In recent months I’ve had a series of posts looking at the temperature histories of a number of land areas in the Southern Hemisphere [1, 2, 3, 4, 5]. This was in response to a post by Roger Andrews where he presented an analysis of about 300 climate stations from the Southern Hemisphere that, when combined, showed substantially less warming than the reconstructions presented by various groups (BEST, GISS, HadCRUT) . I found this to be both intriguing and important and wanted to see if I could replicate Roger’s result.
Figure 1 Note that this chart has an expanded Y-axis scale and the grid lines are at 0.1˚C intervals. A regression through all the data using station average as the base indicates warming of +0.18˚C per century, i.e. close to zero. The black trend lines are parallel to the regression and show there are rising tops and bottoms in an overall slowly rising trend. The alternative view is a flat trend from 1880 to the mid-1970s with a step change to warmer temperatures across the mid-1970s cold snap.
- The average time-temperature anomaly series for 174 climate stations from New Zealand, Central Australia , Southern Africa [2,3], Patagonia , Paraguay and Antarctica  are presented in Figure 1. A simple regression through the data with no weighting indicates warming of +0.23˚C since 1880 equivalent to +0.18˚C per century. This is substantially less than S hemisphere land temperature reconstructions reported by BEST, GISS and HadCRUT.
- Comparing with Roger Andrews’ reconstruction the difference is less than 0.1˚C. I have managed to replicate Roger’s result.
- My default method is to use each station’s average temperature as a base for calculating anomalies. All anomalies have also been calculated using a fixed base period of 1963 to 1992. Doing so makes no material difference. Warming is reduced to +0.21˚C since 1880 using the fixed base.
- Area weighting the results produces a trend of +0.19˚C warming since 1880. Area weighting lends substantial weight to Antarctica (only 14 records) where the main data series begin in 1954 and possible methodological problems are identified with lending 55% weight to only 14 stations with records that begin in the mid point of the time series.
- The mid-1970s stand out as an anomalous cool period seen in records throughout Central Australia and Southern Africa. It was also cool, although not anomalously so, in S America, Antarctica and New Zealand at this time.
- The structure of the data is one of cyclical warming to circa 1914 followed by cyclical cooling to the mid-1970s followed by cyclical warming to the present day. There is no evidence for warming linked to the 1998 el nino in these data. Nor is there evidence for a pause in warming in the Southern Hemisphere since 1998.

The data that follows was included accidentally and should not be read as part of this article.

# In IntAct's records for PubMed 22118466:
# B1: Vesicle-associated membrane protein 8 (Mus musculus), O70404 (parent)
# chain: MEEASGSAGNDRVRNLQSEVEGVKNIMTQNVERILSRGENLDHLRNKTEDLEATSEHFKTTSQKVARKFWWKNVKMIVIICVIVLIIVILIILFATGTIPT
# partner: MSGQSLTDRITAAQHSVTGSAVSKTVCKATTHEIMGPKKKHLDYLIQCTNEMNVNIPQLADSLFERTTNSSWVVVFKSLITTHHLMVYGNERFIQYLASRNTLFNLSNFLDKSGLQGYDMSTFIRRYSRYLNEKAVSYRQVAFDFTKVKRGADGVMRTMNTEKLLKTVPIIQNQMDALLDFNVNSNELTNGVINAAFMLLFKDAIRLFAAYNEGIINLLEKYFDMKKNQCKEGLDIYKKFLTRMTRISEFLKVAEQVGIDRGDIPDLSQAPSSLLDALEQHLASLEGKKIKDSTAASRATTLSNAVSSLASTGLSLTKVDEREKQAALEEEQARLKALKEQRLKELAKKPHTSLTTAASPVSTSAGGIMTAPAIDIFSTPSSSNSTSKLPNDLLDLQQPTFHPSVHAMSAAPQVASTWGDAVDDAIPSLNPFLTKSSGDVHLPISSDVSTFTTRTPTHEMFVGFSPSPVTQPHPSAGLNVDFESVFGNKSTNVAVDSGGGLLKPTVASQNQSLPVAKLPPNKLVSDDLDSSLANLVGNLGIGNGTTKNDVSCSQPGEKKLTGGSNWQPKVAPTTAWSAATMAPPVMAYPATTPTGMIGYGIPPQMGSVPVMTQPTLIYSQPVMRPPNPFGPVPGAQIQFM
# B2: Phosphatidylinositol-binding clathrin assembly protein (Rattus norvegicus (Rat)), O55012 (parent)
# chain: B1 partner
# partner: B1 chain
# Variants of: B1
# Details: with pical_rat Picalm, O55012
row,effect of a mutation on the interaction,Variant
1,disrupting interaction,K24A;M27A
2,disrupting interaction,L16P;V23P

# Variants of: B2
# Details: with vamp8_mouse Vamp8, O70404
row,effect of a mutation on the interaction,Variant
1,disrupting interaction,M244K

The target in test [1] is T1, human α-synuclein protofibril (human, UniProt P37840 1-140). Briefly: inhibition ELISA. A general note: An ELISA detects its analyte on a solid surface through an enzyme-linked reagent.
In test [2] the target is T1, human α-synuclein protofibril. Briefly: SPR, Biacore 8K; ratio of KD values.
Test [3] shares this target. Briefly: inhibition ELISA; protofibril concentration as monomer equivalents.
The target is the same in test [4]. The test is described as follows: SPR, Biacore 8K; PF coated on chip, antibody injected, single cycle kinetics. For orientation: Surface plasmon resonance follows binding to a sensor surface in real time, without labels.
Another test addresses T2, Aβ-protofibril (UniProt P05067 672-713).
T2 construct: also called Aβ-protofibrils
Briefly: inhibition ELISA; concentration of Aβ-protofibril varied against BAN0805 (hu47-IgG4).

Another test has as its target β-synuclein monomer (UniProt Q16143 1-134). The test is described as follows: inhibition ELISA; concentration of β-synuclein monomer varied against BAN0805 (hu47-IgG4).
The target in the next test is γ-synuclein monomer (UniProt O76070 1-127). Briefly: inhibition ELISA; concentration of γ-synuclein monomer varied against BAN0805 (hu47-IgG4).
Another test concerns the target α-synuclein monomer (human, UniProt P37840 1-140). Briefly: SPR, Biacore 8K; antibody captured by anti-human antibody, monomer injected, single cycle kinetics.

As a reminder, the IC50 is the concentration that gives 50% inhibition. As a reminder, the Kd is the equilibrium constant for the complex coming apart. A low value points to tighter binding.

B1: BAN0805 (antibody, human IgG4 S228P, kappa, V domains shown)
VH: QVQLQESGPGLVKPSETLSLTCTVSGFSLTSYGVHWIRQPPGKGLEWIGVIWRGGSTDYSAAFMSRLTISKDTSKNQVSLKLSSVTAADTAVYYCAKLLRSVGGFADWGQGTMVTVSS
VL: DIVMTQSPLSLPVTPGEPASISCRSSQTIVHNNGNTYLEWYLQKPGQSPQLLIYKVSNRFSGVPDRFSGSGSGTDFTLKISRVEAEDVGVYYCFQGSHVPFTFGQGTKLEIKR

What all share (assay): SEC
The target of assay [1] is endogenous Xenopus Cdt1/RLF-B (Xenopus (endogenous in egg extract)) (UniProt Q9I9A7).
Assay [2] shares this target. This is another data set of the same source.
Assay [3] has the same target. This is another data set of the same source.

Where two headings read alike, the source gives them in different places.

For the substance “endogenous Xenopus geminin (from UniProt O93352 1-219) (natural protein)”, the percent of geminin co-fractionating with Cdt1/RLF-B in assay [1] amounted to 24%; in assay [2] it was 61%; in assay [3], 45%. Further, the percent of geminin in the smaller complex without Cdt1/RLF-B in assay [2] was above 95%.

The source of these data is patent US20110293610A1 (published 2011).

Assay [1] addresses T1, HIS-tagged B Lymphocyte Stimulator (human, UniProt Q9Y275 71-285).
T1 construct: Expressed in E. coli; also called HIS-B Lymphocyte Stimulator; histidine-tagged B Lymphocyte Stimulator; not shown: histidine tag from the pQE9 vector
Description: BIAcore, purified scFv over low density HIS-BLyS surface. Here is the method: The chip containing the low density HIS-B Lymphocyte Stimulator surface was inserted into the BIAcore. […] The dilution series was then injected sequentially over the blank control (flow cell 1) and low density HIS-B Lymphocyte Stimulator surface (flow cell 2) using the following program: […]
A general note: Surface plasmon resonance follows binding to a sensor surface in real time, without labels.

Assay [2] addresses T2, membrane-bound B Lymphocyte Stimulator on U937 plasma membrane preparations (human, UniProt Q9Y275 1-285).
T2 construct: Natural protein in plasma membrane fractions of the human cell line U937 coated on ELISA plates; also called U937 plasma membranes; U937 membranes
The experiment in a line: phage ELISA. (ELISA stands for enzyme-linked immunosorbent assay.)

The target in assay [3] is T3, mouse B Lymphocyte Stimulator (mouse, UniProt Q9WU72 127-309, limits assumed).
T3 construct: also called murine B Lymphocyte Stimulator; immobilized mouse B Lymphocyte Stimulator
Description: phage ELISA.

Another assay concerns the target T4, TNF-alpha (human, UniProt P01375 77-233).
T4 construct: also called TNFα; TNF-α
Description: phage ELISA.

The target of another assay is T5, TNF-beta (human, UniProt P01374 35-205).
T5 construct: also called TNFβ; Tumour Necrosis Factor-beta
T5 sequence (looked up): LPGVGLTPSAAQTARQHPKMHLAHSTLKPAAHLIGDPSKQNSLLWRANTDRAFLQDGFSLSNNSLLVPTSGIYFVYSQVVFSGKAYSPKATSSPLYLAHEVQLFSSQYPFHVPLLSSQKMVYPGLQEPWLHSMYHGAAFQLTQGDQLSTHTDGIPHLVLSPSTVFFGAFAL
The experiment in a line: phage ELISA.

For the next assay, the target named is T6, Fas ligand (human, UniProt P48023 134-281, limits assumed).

- The data presented here are not intended to provide full cover of the Southern Hemisphere. Coverage will be extended at some point. But there is probably sufficient cover to be representative of the southern hemisphere land and surrounding marine conditions. There is scant evidence for significant warming in these data suggesting global warming is confined mainly to the Northern Hemisphere.
GHCN V2 data as downloaded from the NASA GISS web interface are used throughout. These V2 data have been subjected to minor adjustments by GHCN, which is undesirable, but the level of adjustment is substantially less than the V3 homogenised data.
The areas of study have been selected to as far as possible avoid large numbers of people and reworking of the land surface by Man although this has not always been possible, for example in Southern Africa. Urban records present a dilemma. The most valuable records are long and continuous and these are often from urban areas. Urban records that show clear signs of urban warming were not used. It was only in Southern Africa that 7 urban records were rejected on this basis.
In many cases I allowed the NASA GISS station selector map to choose the stations for me. For example placing Alice Springs at the centre of a NASA GISS search returns 30 records in a 1000 km radius around Alice Springs. This was done in New Zealand, Patagonia and Paraguay. However, in Southern Africa the GISS interface returns very large numbers of short rural records and I therefore clicked around on the map searching for the longer continuous records. Similarly in Antarctica I clicked around on the map looking for the longer and continuous records. In addition to the continental areas, the islands of South Orkney (Base Orcadas), South Georgia (Grytviken) and Kerguelen are included.